starting with the songs contratenor melody before switching to a paraphrased version of the

original superius melody. Because of this, the contratenor melody from Fortuna desperata is

displaced at the start of the Gloria, disturbing the head-motive. In the Qui tollis, the tenor from

Fortuna desperata is sung twice by the tenor of the mass, with the second appearance written at

twice the speed of the preceding statement.26 Throughout the Qui tollis, as in the section before it,

Josquin parodies entire segments of counterpoint from Fortuna desperata; an example is in bars

73-79 of the movement, where the songs contratenor and tenor are quoted in the tenor and

bassus of the mass.27 (Example 6)

In the Credo of Josquins Missa Fortuna desperata, the superius takes over the

responsibilities of the tenor voice, and the quoted cantus firmus is likewise switched from the

tenor of Fortuna desperata to the superius. As with the previous movements, the beginning of

the Credo contains a parody of the first few bars of Fortuna desperata, this time being carried by

the altus, tenor and bassus. (Example 7) The superius cantus firmus is sung straight through four

times in the Credo, with each subsequent statement undergoing a change in mensuration. As

Sparks describes the structure of the superius c.f., the first statement is in doubled values, the

26
Edgar H. Sparks, Cantus Firmus in mass and motet, 1420-1520, (Berkeley, CA: University of California Press,
1963), 318-19.
27
Ibid.
10

second (Et incarnatus) in unit values, the third (Et in Spiritum) in unit values and triple meter,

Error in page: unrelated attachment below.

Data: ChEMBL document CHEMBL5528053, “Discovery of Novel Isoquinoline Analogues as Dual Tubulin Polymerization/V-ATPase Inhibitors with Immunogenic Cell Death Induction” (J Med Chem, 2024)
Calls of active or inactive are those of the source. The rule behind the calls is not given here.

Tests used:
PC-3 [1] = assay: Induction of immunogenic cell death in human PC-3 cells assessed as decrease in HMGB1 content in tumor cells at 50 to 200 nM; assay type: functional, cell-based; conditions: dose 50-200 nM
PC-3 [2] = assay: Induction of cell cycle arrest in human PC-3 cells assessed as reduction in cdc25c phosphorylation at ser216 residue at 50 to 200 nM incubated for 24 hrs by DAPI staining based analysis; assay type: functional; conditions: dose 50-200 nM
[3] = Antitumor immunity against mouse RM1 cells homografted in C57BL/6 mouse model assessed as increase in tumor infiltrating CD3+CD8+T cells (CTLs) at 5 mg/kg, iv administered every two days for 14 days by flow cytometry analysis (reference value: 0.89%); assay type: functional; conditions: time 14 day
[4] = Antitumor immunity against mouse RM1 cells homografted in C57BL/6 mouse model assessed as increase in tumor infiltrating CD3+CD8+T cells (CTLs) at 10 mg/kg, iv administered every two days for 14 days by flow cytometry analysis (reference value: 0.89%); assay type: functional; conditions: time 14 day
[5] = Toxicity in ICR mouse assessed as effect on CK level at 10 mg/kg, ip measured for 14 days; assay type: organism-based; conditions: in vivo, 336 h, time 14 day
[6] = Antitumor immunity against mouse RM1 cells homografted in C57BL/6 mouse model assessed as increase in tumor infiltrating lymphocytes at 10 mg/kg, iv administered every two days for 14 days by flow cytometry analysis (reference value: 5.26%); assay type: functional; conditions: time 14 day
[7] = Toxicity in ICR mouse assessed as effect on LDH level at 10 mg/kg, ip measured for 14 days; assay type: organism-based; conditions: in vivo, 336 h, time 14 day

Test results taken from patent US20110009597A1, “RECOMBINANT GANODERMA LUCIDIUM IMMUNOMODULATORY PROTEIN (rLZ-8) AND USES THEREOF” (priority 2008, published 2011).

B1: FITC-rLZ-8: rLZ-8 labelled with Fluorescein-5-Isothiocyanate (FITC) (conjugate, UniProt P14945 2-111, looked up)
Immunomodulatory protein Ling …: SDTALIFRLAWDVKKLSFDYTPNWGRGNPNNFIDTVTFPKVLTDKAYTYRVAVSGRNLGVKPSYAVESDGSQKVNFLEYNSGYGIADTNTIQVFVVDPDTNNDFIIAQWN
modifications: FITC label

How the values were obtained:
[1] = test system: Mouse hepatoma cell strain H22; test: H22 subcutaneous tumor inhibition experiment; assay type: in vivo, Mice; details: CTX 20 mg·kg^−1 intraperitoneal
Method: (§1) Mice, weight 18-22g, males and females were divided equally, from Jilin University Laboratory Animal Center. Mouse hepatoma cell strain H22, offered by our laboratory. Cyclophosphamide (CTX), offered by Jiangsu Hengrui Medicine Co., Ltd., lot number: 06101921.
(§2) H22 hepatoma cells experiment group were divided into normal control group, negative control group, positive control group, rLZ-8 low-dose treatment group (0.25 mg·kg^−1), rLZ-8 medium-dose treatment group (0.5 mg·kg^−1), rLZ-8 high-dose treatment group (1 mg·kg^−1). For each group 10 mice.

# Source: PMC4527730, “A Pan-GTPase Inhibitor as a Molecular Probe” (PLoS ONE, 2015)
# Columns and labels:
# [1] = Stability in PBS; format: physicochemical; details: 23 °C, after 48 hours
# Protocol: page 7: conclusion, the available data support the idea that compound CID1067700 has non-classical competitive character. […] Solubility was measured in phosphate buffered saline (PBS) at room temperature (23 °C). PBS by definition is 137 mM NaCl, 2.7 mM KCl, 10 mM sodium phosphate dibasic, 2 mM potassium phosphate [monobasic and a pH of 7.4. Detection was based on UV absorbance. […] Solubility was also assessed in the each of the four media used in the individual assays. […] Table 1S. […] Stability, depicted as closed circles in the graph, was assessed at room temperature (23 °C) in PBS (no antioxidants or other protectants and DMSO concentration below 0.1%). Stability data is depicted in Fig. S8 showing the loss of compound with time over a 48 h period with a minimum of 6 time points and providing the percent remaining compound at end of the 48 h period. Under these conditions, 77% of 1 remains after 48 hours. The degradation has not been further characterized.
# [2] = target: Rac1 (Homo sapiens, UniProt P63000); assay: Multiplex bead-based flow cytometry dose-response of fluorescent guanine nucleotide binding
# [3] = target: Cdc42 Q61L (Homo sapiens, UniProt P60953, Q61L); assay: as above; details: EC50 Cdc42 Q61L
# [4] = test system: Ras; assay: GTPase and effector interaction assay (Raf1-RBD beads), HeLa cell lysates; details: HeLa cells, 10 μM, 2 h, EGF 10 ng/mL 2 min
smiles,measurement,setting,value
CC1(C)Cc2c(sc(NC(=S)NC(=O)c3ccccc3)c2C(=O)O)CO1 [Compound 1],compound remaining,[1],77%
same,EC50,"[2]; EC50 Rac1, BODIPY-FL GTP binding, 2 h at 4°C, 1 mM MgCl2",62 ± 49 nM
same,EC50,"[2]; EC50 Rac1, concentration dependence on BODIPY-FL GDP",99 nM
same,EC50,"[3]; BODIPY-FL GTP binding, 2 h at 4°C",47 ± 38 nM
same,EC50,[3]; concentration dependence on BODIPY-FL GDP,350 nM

and the final one (Confiteor) in halved values.28

By using the superius of Fortuna desperata as a cantus firmus, Josquin follows the late 15th

century trend of using all voices of the cantus firmus in the composition of a mass; not only does

he quote all three voices of the original song at the beginning of the Kyrie, Gloria and Credo, he

also uses those voices as interchangeable cantus firmi throughout the entire mass (with the

contratenor from the canzonetta being used as a cantus firmus in the Sanctus). In this way,

Josquins Missa Fortuna desperata can be seen as an important indicator of the stylistic changes

that were affecting the cantus firmus mass at the end of the 15th century, especially within the

context of the composers later contributions to the genre. The same can be said of Obrechts

take on the Missa Fortuna desperata. In particular, his use of segmented cantus firmi signifies a

move towards an increasingly unorthodox use of the cantus firmus within the structure of a

unified mass. It is no small wonder, then, that his mass was long thought to be a product of

Obrechts later years; in Rob Wegmans seminal work on Obrecht, Born for the Muses, the

author claims that, Despite its early date, Fortuna desperata already seems to be the

culminating achievement of [Obrechts] mature period.29 Although modern research casts some

severe doubts on this theory, it does appear that Obrechts Missa Fortuna desperata exhibits

some of the stylistic features that will become commonplace in his later works (and in the works

of some of his successors).

Looking at both versions of Missa Fortuna desperata together, one can see how two highly

influential composers approached writing a cantus firmus mass on the same polyphonic song.

28
Edgar H. Sparks, Cantus Firmus in mass and motet, 1420-1520, (Berkeley, CA: University of California Press,
1963), 318-19.
29
Rob C. Wegman, Born for the Muses: The Life and Masses of Jacob Obrecht, (New York: Oxford University
Press, 1994), 221.
11

Furthermore, these homonymous masses contain stylistic features that would become

commonplace in later compositions, both in each composers respective oeuvre and in the wider

musical establishment of the early 16th century. Whether or not this was due to the musical

peculiarities of Fortuna desperata itself, or to the Italian provenance possibly shared by the two